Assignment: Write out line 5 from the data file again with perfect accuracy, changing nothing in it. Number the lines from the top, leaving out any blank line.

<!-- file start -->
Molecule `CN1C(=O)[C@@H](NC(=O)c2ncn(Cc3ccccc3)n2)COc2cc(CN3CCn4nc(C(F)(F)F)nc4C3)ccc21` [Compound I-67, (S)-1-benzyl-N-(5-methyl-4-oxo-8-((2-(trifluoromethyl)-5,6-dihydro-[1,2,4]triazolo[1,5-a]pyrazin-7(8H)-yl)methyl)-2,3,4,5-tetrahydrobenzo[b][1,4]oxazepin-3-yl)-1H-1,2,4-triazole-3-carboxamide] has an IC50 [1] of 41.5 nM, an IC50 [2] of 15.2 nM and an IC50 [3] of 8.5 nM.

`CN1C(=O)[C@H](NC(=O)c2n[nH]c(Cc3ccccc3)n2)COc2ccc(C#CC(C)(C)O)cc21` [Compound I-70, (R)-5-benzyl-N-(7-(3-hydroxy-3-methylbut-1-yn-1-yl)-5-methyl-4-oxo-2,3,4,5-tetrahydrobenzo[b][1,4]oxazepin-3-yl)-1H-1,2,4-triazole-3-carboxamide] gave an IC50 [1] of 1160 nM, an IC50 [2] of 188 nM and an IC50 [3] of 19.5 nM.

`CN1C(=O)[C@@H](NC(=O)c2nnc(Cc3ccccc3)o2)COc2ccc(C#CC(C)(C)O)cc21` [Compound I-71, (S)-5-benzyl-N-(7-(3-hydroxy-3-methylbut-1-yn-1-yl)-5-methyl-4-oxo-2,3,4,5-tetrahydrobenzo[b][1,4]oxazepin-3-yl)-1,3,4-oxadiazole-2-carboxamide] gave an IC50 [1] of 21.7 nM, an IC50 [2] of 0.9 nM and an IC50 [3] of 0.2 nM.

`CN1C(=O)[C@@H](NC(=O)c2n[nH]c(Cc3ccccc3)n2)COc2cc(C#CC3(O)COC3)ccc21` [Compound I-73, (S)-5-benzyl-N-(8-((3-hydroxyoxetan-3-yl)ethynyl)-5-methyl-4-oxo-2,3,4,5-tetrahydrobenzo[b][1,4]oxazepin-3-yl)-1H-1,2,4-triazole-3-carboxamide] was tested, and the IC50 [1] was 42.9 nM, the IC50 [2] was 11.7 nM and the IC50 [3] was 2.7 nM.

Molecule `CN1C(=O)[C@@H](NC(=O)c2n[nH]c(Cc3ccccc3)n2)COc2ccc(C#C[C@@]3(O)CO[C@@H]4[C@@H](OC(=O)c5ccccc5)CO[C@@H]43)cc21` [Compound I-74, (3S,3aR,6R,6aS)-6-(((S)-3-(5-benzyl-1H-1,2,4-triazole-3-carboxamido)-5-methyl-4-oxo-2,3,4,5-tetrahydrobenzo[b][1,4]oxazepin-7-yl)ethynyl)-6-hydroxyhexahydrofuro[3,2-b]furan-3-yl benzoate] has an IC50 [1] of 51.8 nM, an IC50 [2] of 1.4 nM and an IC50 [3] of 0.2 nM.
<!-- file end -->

Molecule `CN1C(=O)[C@@H](NC(=O)c2n[nH]c(Cc3ccccc3)n2)COc2ccc(C#C[C@@]3(O)CO[C@@H]4[C@@H](OC(=O)c5ccccc5)CO[C@@H]43)cc21` [Compound I-74, (3S,3aR,6R,6aS)-6-(((S)-3-(5-benzyl-1H-1,2,4-triazole-3-carboxamido)-5-methyl-4-oxo-2,3,4,5-tetrahydrobenzo[b][1,4]oxazepin-7-yl)ethynyl)-6-hydroxyhexahydrofuro[3,2-b]furan-3-yl benzoate] has an IC50 [1] of 51.8 nM, an IC50 [2] of 1.4 nM and an IC50 [3] of 0.2 nM.